Desert farming generally relies on irrigation, as it is the easiest way to make a desert bloom. In California, the Imperial Valley is a good example of what can be done. Australia and the Horn of Africa are also places with interesting desert agriculture.
The Native Americans practicing this agriculture included the ancient and no longer present Anasazi, the long-present Hopi, the Tewa, Zuni, and many other regional tribes, including the relatively recently arriving (about 1000 to 1400 CE) Navajo. These various tribes were characterized generally by the Spanish occupiers of the region as Sinagua Indians, sinagua meaning "without water", although this term is not applied to the modern Native Americans of the region.
Owing to the great dependence upon weather, an element considered to be beyond human control, substantial religious beliefs, rites, and prayer evolved around the growing of crops, and in particular the growing of the four principal corn types of the region, characterized by their colors: red, yellow, blue, and white. The presence of corn as a spiritual symbol can often be seen in the hands of the "Yeh" spirit figures represented in Navajo rugs, in the rituals associated with the "Corn Maiden" and other kachinas of the Hopi, and in various fetish objects of tribes of the region.
American Indians in the Sonoran Desert and elsewhere relied both on irrigation and "Ak-Chin" farming—a type of farming that depended on "washes" (the seasonal flood plains by winter snows and summer rains). The Ak-Chin people employed this natural form of irrigation by planting downslope from a wash, allowing floodwaters to slide over their crops.
In the Salt River Valley, now characterized by Maricopa County, Arizona, a vast canal system was created and maintined from about 600 AD to 1450 AD. Several hundred miles of canals fed crops of the area surrounding Phoenix, Tempe, Chandler and Mesa, Arizona. Unfortunately, the intense irrigation increased the salinity of the topsoil, making it not longer fit for the growing of crops. This seems to have contributed to the abandonment of the canals and the adoption of Ak-Chin farming.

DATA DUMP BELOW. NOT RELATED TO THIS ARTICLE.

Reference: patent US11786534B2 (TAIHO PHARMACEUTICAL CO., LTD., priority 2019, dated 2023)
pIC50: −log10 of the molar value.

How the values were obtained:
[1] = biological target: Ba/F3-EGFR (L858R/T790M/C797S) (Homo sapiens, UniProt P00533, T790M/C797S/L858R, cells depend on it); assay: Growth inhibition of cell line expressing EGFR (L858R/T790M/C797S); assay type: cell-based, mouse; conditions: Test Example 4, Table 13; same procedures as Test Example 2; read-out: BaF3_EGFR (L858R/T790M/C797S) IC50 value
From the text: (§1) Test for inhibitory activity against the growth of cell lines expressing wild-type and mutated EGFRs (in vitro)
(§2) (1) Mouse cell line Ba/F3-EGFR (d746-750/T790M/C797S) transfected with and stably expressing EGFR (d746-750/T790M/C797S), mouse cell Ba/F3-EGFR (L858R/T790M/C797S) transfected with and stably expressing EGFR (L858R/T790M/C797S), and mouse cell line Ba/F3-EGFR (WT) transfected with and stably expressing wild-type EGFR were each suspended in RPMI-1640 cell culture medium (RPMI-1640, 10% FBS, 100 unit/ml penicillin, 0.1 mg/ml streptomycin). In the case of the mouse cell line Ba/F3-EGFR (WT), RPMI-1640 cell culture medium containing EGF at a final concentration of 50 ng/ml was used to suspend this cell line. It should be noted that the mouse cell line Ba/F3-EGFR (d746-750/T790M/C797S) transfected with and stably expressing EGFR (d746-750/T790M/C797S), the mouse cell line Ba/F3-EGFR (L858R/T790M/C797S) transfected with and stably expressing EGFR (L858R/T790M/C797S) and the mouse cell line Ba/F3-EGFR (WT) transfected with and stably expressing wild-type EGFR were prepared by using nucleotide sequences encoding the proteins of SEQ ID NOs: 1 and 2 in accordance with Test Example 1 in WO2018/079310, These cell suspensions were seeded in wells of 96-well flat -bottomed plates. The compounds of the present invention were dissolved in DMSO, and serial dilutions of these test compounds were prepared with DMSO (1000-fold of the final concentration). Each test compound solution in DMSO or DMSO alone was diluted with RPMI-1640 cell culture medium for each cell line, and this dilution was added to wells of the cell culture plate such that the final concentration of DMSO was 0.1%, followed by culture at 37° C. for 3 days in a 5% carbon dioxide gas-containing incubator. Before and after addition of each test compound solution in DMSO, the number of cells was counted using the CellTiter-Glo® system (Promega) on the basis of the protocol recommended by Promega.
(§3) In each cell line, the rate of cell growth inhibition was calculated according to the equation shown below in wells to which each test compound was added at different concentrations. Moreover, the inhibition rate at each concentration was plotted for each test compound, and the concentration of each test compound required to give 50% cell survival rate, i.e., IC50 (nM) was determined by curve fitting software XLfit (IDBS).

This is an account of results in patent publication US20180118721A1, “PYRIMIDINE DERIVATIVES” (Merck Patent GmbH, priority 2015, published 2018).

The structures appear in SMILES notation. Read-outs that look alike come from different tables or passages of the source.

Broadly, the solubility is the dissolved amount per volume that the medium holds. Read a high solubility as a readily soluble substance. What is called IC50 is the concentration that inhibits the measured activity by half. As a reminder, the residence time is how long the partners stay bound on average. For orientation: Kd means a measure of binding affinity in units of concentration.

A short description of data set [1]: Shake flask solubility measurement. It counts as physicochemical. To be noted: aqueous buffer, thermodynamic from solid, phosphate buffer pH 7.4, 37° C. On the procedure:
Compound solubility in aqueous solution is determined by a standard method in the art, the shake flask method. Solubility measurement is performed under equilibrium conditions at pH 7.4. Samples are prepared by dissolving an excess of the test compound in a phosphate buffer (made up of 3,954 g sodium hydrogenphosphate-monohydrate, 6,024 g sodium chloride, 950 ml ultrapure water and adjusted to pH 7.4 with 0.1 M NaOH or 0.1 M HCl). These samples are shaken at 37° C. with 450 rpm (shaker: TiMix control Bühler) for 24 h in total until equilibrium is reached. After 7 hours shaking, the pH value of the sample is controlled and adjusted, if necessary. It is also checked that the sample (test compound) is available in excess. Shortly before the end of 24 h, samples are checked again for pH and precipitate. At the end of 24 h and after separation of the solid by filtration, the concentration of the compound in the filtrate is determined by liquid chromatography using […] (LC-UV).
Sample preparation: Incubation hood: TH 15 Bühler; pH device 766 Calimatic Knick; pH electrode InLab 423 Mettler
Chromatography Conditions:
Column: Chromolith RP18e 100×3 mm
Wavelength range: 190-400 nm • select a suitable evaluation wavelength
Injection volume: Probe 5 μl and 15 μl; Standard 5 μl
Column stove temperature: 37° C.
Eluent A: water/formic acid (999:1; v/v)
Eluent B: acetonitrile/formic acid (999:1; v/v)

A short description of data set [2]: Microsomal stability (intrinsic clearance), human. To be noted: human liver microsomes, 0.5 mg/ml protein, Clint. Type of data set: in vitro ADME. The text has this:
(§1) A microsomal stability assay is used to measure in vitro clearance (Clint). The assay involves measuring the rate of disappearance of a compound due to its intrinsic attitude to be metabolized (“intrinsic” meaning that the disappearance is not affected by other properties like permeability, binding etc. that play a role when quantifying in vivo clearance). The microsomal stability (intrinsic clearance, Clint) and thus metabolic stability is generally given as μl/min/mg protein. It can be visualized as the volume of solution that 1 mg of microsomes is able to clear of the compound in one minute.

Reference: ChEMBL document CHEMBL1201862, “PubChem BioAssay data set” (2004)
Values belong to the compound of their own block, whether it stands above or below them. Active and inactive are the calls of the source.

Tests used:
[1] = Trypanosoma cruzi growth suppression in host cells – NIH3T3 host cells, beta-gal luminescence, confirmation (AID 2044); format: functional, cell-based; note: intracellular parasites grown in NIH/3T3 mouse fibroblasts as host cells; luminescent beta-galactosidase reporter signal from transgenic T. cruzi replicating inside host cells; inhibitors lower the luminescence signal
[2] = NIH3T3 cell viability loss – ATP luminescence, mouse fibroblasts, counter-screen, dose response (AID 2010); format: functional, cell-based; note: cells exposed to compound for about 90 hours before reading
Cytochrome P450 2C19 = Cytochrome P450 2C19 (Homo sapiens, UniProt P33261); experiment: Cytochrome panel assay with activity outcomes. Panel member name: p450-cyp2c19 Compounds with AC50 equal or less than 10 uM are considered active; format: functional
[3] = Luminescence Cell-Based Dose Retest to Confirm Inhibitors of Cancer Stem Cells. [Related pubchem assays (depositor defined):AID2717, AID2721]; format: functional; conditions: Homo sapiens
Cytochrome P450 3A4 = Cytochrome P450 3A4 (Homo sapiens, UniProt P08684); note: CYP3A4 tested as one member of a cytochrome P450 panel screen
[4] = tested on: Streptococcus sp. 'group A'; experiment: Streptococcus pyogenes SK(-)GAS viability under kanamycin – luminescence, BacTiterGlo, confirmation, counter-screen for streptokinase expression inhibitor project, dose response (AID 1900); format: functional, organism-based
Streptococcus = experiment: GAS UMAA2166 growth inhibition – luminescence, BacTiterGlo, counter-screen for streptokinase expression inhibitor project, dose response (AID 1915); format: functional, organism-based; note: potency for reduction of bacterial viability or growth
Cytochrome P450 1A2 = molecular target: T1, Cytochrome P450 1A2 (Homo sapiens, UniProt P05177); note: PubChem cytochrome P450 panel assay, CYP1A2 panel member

The ancient canals served as a model for modern irrigation engineers, with the earliest "modern" historic canals being formed largely by cleaning out the Hohokam canals or being laid out over the top of ancient canals. The ancient ruins and canals of the Hohokam Indians were a source of pride to the early settlers who envisioned their new agricultural society rising as the mythical phoenix bird from the ashes of Hohokam society, hence the name Phoenix, Arizona. The canal system is especially impressive because it was built without the use of metal implements or the wheel. It took remarkable knowledge of geography and hydrology for ancient engineers to lay out the canals, but it also took remarkable socio-political organization to plan workforce deployment, including meeting the physical needs of laborers and their families as well as maintaining and administering the water resources.
Middle Eastern countries are also trying to develop sustainable desert farming.
- Agriculture in the prehistoric Southwest
- Arid-zone agriculture
- Desert greening
- Dryland farming
- Seawater greenhouse
- Worster, Donald. "Comparing Papago and Hohokam irrigation". Waterhistory.org. Retrieved 18 April 2017.
- O'Bar, Scott, (2013). Alternative Crops for Drylands - Proactively Adapting to Climate Change and Water Shortages. Amaigabe Press, Santa Barbara, USA ISBN 978-0-9882822-0-9
- P. Koohafkan and B.A. Stewart, Water and Cereals in Drylands published by The Food and Agriculture Organization of the United Nations and Earthscan